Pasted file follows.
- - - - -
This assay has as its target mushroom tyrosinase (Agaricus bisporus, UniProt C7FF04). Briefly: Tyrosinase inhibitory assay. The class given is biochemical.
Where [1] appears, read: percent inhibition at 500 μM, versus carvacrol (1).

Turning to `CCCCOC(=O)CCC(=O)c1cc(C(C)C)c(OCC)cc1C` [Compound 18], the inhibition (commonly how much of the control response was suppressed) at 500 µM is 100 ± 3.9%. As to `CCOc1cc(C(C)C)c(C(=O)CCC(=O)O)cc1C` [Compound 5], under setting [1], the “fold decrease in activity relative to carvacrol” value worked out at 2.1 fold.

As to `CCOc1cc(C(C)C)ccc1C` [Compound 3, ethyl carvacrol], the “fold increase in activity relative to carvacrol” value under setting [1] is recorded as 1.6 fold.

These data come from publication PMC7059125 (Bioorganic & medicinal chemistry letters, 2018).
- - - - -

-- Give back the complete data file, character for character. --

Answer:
This assay has as its target mushroom tyrosinase (Agaricus bisporus, UniProt C7FF04). Briefly: Tyrosinase inhibitory assay. The class given is biochemical.
Where [1] appears, read: percent inhibition at 500 μM, versus carvacrol (1).

Turning to `CCCCOC(=O)CCC(=O)c1cc(C(C)C)c(OCC)cc1C` [Compound 18], the inhibition (commonly how much of the control response was suppressed) at 500 µM is 100 ± 3.9%. As to `CCOc1cc(C(C)C)c(C(=O)CCC(=O)O)cc1C` [Compound 5], under setting [1], the “fold decrease in activity relative to carvacrol” value worked out at 2.1 fold.

As to `CCOc1cc(C(C)C)ccc1C` [Compound 3, ethyl carvacrol], the “fold increase in activity relative to carvacrol” value under setting [1] is recorded as 1.6 fold.

These data come from publication PMC7059125 (Bioorganic & medicinal chemistry letters, 2018).